This weekend as we celebrate the life and work of Dr. Martin Luther King, Jr. We often recall his soaring speeches, taking us to new heights as we shared his dream.
However, we should also celebrate Martin Luther King, Jr. the social activist, who was arrested some 30 times.
From his first arrest in 1955 during the Montgomery Bus Boycott, to his last arrest in1965, for demonstrating without a permit in Selma. Dr. King model the social activism of Jesus – who advocated for the poor, looked after the widow, orphan and foreigner, in addition to standing up for all who found themselves on the margins of life.
Jesus was arrested for His activism, and so was Dr. King.
In April of 1963, Dr. King was arrested in Birmingham for violating an Alabama judge’s ruling against holding protests and demonstrations.
On the day of his arrest, a group of concerned white Birmingham clergy issued a letter asking three things from Dr. King and his followers:
1.Dr. King and followers should go home. They were not from Birmingham, and therefore have no right to interfere with their affairs.
2. The clergy thought the demands of King and his followers were too grand. Therefore, the white clergy asked the black citizens of Birmingham for more time for negotiations with the local white power structure.
3.The clergy were dismayed that Dr. King and his fowlers were willing violate the law, by holding demonstrations against a judge’s order.
While in jail, Dr. King wrote back to the concerned white Birmingham clergy. His response simply known as “Letter from Birmingham Jail”, is a remarkable primer on the principals of social activism, and a treatise on why there is no shame in being arrested for justice.
Using the language of the early Christian Theologian, St. Augustine and Scripture, Dr. King’s responses can inspire us to greater activism.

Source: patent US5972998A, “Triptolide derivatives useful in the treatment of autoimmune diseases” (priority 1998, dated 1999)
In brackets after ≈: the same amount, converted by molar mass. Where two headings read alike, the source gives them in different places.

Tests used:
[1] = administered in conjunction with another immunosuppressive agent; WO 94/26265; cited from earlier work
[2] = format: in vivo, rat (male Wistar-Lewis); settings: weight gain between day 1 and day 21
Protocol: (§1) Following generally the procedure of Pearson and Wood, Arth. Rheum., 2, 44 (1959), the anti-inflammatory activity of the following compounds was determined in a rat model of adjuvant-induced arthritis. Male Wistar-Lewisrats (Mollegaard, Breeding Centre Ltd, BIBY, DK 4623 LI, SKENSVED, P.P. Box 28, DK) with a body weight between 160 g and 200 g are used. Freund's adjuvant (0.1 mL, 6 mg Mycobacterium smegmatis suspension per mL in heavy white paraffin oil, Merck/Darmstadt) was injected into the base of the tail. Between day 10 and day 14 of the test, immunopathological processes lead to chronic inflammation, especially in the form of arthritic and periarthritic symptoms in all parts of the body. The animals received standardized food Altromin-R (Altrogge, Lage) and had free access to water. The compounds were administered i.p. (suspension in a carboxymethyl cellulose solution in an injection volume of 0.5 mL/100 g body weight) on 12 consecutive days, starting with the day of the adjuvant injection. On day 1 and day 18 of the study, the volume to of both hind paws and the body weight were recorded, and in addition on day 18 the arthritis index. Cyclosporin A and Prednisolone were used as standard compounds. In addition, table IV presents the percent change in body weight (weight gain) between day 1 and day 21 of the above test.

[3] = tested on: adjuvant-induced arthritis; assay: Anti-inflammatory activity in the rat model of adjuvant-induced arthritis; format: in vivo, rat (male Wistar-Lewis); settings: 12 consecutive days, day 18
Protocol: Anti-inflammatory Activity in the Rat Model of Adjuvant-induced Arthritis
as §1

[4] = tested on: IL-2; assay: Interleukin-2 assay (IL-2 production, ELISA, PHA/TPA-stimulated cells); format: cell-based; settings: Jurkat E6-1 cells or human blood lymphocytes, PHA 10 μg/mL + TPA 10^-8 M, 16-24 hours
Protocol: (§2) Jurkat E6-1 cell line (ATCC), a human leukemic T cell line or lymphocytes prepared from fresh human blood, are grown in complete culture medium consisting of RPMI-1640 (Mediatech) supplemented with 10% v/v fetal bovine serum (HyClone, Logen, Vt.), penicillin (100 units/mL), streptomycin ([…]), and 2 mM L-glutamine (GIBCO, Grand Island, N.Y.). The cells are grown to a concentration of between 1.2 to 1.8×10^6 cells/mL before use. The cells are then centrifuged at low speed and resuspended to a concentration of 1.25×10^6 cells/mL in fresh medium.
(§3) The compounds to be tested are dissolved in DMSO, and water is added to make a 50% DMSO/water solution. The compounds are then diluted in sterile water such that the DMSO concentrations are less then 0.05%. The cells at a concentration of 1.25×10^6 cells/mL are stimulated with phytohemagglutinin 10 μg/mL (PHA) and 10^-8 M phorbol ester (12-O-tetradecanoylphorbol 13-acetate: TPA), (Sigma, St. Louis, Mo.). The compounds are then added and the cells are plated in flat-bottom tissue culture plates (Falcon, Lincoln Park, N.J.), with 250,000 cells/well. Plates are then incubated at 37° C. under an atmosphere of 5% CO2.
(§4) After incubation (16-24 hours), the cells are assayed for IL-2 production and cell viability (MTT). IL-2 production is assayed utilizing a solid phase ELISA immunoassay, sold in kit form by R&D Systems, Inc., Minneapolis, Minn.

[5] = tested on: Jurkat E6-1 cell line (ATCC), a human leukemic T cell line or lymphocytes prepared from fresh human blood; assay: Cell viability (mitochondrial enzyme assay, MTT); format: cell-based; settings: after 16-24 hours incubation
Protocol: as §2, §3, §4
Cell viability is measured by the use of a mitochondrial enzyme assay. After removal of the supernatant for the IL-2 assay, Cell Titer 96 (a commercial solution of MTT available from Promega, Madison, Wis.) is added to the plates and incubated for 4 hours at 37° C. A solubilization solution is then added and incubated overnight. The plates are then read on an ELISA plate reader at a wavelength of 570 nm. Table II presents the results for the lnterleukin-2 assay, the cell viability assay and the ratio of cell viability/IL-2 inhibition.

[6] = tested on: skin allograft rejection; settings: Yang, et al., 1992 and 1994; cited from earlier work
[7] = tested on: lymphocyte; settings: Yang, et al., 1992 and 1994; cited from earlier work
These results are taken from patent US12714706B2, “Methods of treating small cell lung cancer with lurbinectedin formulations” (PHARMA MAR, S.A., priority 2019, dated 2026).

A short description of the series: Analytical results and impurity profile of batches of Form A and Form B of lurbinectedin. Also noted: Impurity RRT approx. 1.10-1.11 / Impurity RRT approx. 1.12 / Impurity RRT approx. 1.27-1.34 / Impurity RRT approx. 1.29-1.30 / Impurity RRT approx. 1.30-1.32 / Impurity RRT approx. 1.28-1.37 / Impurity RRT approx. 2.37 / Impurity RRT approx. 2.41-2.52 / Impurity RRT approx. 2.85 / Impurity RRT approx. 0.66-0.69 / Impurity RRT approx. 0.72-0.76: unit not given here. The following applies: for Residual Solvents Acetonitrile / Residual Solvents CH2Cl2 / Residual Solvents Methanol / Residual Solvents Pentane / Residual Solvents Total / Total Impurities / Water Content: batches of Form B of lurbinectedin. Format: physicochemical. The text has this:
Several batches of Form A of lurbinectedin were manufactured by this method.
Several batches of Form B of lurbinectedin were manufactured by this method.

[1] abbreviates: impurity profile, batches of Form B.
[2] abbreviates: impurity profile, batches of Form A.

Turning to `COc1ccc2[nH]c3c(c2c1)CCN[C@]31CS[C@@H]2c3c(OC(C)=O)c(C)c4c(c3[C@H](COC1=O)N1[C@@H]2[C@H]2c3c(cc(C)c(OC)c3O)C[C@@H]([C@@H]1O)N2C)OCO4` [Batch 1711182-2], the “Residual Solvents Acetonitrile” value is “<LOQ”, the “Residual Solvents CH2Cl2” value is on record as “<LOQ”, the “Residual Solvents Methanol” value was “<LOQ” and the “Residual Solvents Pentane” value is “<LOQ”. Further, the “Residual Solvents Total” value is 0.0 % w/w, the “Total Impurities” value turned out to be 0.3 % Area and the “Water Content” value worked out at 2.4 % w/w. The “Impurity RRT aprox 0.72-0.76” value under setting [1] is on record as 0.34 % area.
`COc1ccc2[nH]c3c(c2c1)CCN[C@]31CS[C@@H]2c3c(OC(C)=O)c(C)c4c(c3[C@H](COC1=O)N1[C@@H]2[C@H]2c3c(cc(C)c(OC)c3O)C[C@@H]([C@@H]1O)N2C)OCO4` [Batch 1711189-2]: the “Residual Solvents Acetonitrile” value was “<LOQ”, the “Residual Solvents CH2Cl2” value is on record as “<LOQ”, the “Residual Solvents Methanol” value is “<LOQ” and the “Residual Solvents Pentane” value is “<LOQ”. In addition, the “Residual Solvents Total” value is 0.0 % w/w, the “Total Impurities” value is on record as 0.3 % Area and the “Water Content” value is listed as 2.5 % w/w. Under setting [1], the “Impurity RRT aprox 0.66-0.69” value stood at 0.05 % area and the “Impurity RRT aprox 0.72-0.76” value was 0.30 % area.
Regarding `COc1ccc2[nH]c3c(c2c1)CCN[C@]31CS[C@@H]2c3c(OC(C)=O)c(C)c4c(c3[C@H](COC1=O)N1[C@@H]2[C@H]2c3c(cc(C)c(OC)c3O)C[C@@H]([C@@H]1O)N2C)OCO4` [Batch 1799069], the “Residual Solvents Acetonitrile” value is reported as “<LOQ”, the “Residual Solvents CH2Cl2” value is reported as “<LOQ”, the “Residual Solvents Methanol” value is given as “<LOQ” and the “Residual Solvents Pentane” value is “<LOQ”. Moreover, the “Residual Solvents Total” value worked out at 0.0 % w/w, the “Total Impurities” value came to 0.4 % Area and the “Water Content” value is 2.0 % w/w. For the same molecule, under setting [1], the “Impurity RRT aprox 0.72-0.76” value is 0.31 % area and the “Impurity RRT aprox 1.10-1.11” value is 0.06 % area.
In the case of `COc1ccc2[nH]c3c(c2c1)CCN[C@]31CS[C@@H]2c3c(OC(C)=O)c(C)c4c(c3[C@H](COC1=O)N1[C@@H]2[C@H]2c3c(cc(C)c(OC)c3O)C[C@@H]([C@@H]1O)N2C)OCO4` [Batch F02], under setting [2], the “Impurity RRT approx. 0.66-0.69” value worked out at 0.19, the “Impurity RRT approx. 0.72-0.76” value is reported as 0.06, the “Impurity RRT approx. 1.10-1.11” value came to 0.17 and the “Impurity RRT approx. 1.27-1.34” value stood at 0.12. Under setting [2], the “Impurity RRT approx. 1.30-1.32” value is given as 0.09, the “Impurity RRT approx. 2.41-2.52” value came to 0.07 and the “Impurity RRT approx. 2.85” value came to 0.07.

Clergy: Dr. King and followers should go home. They were not from Birmingham, and therefore have no right to interfere with their affairs.
King: I am in Birmingham because injustice is here …I am cognizant of the interrelatedness of all communities and states. I cannot sit idly by in Atlanta and not be concerned about what happens in Birmingham. Injustice anywhere is a threat to justice everywhere. We are caught in an inescapable network of mutuality, tied in a single garment of destiny. Whatever affects one, directly affects all indirectly. Never again can we afford to live with the narrow, provincial “outside agitator” idea. Anyone who lives inside the United States can never be considered an outsider …
Clergy: The clergy thought the demands of King and his followers were too grand. Therefore, the white clergy asked the black citizens of Birmingham for more time for negotiations with the local white power structure.
King: We have waited for more than three hundred and forty years for our God-given and constitutional rights. The nations of Asia and Africa are moving with jet-like speed toward the goal of political independence, and we still creep at horse-and-buggy pace toward the gaining of a cup of coffee at a lunch counter.
Clergy: King was easily willing to violate the law by holding demonstrations against a judge’s orders.
King: One may well ask, “How can you advocate breaking some laws and obeying others?” The answer is found in the fact that there are two types of laws: there are just laws, and there are unjust laws. I would agree with St. Augustine that, “An unjust law is no law at all.”
Now, what is the difference between the two? How does one determine when a law is just or unjust? A just law is a man-made code that squares with the moral law, or the law of God. An unjust law is a code that is out of harmony with the moral law. To put it in the terms of St. Thomas Aquinas, an unjust law is a human law that is not rooted in eternal and natural law. Any law that uplifts human personality is just. Any law that degrades human personality is unjust. All segregation statutes are unjust because segregation distorts the soul and damages the personality …
This weekend of celebration and commemorations reminds us that King like Jesus, was and is a radical revolutionary, demanding systematic change.
If we are to be true disciples of Jesus, we also must be radical revolutionaries, willing not only to say provocative yet prophetic things, but to put our bodies on the line, in volunteerism, in activism and sometimes in civil dissent. This means we must be willing to be arrested for justice.
Jesus was arrested for justice, and so was King. Hopefully, you and I will be willing be arrested for justice as well.
Source material for this blog is from: Letter from Birmingham Jail
Copyright © 1963, Martin Luther King, Jr. All rights reserved. Ferguson and Faith: Sparking Leadership and Awakening Community. Leah Gunning Francis, Chalice Press, 2015.